Staff turnover remains a major sore thumb. For an industry founded on the ability to create and maintain relationships, the 50-100 per cent turnover of hotel operations staff quoted by the British Hospitality Association (BHA) is alarming. Having good relations only with customers is not the key. Like the customers, the staff too, needs to professional handling and care at every stage. It is obvious that no one can be taken for granted.  The BHA also feels that as long as the transitory staff keeps performing it hardly matters if any of them turn permanent employees. However, this is the trouble. Some officials do not wish to take up the issues. It is left to the hoteliers to circumvent or directly tackle the issue at their level to keep afloat or get into competition. If the staff can be made to realize the long-term benefits then they would not mind working hard for longer hours. They need to be compensated or rewarded whichever is required according to the type of service.

In Brief A Look At Current Employment In Hospitality Industry.  


There are around 48,000 small, independent country hotels to luxury five-star hotels in the UK and they employ some 250,000 people at all skills levels. Nearly 17% of the total number of hospitality workers in various employments.


This sub sector includes take-away food outlets, fine dining, ethnic restaurants and coffee bars. It remains relatively resilient, as even in an economic downturn, people still enjoy eating out and their taste in food is eclectic. There are around 106,500 outlets, employing more than 500,000 full and part-time staff. Seventy percent of businesses are owner-operated with the other 30% owned by groups such as– The Restaurant Group and Whitbread. The larger groups offer management training schemes to graduates.

Pubs, Clubs and Bars

Tthe licensed retail sector is worth £20 billion. It currently employs over 900,000 people. There are around 64,000 on-licensed premises in the UK. They range from small, country pubs to large, city nightclubs and bars (source: British Institute of Innkeeping (BII). Labor turnover is high mainly due to the large number of students employed and there is a high proportion of part-time staff. However, promotion can be quick and branded chains can offer excellent management opportunities.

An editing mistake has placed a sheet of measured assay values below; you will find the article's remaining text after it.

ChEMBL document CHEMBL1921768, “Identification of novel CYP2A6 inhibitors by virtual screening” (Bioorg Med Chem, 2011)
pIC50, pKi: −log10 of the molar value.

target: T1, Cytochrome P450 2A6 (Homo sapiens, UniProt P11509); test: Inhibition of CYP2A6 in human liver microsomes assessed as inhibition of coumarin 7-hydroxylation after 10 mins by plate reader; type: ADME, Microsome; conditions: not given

Contract Catering

Any catering business unit is separately operated and managed. Some of the outlets supplied by contract caterers are schools, hospitals, local authority and in-company catering and food services. It is a rapidly expanding sub sector of the industry and is dominated by a handful of large players. The newest of these to emerge is BaxterStorey, which was created in 2004 and now forms the fifth largest contract caterer in the UK.

Hospitality Services

Incorporates all those working in establishments where hospitality is not the main function and is not contracted out. Areas include medical, educational, industrial, retail, culture/sport, public administration and transport. Future growth is linked to the strength of the economy and, therefore, the demand for in-house services, although this could be offset by an increase in outsourcing to contract caterers (Source: Hospitality Training Foundation).

References from the Internet

Article/Author URL visited Date
Jake Jake Egberts, consultant, hotel consultancy services, PKF







24th April


 Hospitality : As it is








BootsnAll Travel- The ultimate resource for independent traveler.


Live-in Hotel Jobs in the UK by Petro Kotzé.


Hotels survey: The road to recovery








Additional sources

  1. http://www.nwtourism.net/functions/advice.asp?atk=145&navsection=14
  1. (Caterer, 6 April, page 44), Article appeared on the 13th april 2006 http://www.caterersearch.com/Articles/2006/04/13/306294/The+hidden+costs+of+staff+turnover.htm

  1. http://www.dti.gov.uk/ministers/archived/johnson171001.html
  2. http://www.hospitalitynet.org/news/4022181.search?query=hospitality+industry+uk+